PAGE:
PICTURED: MICHELLE BREYER (LEFT) AND HER STRAIGHT-HAIRED SISTER (RIGHT)

Erica:

Hi NaturallyCurly,

I am a Jewish young woman who has been using your website NaturallyCurly.com for some time.   My hair is mixed texture and definitely has a few types of kink.  It's been very interesting to discover that my hair type is not included in the current texture typing system.  I think that talking about Jewish hair and its related issues and history could be a valuable contribution to the natural hair conversation.

Because NaturallyCurly.com has been such a valuable resource for me on this journey I wanted to touch base with TextureMedia first. Perhaps you could give me some guidance on how to start talking about Jewish hair?  Or perhaps we can figure out how to work on the conversation together?

Any and all thoughts are appreciated and I thank you for your time.

Best,

Erica

NaturallyCurly:

Hi Erica,

Thank you so much for your message. Love this topic, I actually started the site 15 years ago because growing up curly I was similarly  frustrated by the dearth of information on curly hair, the lack of conversations happening around curls and the scarcity of curl-specific products and stylists who understood how to work with curls and kinks. After 15 years in the industry my insight would be that there's no such thing as Jewish hair. Some Jews, depending upon their background, have kinky or curly hair. Some have straight hair.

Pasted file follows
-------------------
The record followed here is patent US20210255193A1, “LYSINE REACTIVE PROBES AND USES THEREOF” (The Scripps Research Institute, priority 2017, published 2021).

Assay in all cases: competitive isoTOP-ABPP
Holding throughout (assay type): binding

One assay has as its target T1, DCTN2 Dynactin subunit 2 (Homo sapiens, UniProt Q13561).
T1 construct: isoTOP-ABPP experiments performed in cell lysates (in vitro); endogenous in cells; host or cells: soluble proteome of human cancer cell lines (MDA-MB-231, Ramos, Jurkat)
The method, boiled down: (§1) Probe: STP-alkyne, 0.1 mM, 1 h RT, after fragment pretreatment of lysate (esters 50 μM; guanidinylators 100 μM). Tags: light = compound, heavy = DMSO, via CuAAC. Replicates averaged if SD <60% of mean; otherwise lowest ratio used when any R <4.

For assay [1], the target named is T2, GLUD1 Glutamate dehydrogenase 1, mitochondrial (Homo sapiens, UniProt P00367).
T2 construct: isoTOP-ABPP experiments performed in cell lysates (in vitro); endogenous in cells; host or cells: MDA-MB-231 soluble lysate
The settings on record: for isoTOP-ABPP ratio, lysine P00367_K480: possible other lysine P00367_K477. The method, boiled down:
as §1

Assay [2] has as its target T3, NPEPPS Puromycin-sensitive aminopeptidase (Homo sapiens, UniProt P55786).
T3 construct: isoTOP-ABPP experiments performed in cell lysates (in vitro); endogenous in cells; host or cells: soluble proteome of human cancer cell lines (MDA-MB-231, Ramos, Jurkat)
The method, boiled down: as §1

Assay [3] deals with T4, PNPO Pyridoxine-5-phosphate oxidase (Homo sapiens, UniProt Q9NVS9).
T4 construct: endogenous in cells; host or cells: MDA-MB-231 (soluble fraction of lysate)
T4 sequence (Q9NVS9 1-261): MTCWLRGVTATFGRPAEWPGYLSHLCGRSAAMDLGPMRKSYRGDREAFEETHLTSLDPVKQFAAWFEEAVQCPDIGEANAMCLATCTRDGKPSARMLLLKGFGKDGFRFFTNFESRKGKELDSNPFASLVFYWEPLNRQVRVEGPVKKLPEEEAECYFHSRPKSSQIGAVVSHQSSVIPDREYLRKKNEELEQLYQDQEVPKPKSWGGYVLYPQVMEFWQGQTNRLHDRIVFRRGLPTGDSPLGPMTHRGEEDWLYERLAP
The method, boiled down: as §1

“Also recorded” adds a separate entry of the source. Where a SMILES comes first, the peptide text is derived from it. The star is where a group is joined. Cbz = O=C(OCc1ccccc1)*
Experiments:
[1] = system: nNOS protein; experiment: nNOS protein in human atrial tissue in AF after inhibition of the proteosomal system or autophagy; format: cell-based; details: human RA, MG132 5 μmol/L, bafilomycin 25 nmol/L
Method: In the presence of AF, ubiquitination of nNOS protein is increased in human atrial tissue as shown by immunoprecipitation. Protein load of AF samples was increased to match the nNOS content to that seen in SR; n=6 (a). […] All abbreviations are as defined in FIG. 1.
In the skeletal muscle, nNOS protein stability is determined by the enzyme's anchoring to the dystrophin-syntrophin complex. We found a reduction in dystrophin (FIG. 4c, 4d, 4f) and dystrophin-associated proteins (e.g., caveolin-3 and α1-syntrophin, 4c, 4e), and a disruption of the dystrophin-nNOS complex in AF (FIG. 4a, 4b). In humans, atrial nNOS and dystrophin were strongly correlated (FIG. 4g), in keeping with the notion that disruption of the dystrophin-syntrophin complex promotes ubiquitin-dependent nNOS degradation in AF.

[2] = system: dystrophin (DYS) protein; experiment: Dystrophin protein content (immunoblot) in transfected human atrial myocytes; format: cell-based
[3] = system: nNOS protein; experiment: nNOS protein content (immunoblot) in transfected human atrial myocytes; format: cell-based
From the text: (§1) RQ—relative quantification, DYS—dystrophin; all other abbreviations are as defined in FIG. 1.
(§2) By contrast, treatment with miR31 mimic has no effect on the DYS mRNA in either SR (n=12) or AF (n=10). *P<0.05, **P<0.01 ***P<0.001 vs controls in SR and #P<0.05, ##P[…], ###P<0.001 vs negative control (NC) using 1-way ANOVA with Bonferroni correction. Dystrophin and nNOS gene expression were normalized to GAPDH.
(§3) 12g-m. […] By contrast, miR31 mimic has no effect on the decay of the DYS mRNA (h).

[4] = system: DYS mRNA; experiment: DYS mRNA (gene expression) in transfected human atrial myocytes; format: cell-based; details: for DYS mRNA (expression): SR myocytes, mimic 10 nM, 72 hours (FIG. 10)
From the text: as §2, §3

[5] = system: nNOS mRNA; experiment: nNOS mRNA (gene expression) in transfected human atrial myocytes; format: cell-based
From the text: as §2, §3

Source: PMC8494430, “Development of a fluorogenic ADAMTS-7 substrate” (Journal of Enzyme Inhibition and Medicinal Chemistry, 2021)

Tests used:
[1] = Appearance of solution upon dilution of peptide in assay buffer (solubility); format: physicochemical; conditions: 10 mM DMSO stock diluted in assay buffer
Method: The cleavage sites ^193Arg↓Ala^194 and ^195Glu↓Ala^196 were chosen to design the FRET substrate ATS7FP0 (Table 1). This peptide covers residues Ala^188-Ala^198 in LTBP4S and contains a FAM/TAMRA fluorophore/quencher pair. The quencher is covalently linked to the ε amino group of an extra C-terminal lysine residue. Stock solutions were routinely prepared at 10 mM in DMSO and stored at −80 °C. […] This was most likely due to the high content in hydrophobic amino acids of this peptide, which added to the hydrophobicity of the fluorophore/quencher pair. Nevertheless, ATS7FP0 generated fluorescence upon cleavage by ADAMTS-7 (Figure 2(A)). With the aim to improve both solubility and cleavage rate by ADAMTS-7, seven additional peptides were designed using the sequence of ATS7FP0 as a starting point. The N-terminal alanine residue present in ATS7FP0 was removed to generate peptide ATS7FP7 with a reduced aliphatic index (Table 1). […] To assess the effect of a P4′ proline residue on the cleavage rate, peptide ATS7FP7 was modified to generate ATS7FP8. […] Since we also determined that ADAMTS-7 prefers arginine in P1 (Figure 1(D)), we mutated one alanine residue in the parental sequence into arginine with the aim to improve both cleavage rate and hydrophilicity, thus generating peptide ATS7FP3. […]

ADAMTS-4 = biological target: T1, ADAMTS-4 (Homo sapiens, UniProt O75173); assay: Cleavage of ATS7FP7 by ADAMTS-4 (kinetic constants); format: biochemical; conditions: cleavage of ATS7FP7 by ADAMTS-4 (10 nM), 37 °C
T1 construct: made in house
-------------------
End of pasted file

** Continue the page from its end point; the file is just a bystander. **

I think there are definitely issues related to how some Jewish women feel about their hair. I know when I went away to Jewish camp in the summer, I was so envious of the girls who had the long, silky hair. Some of us did have Jew 'Fros. There are Jews from Eastern Europen and Jews from Spain. I have an Orthodox Jewish cousin with stick straight blonde hair. My own sister has totally straight hair, and I always envied her feathered Farrah Fawcett hair growing up.

Because two siblings with the same parents, in the same immediate family can have completely different curl patterns and hair textures (much less porosity, density, width etc), we found other ways to describe our hair besides ethnicity or race.

We've found that the most comprehensive way of identifying curl pattern is to use the Texture Typing system, but I get that you feel your hair type isn't included in the Texture Typing system. More often than not, curlies have multiple curl patterns and hair textures on their head, so while your hair is not likely to fall entirely under one curl pattern, it is at least a jumping off point to understanding the products and regimen that'll work best for you.

We'd love to open up the conversation to our readers in the comment section too. Curly community, weigh in!

Best,

Michelle

MORE: WHAT IS YOUR TEXTURE TYPE? TAKE THE QUIZ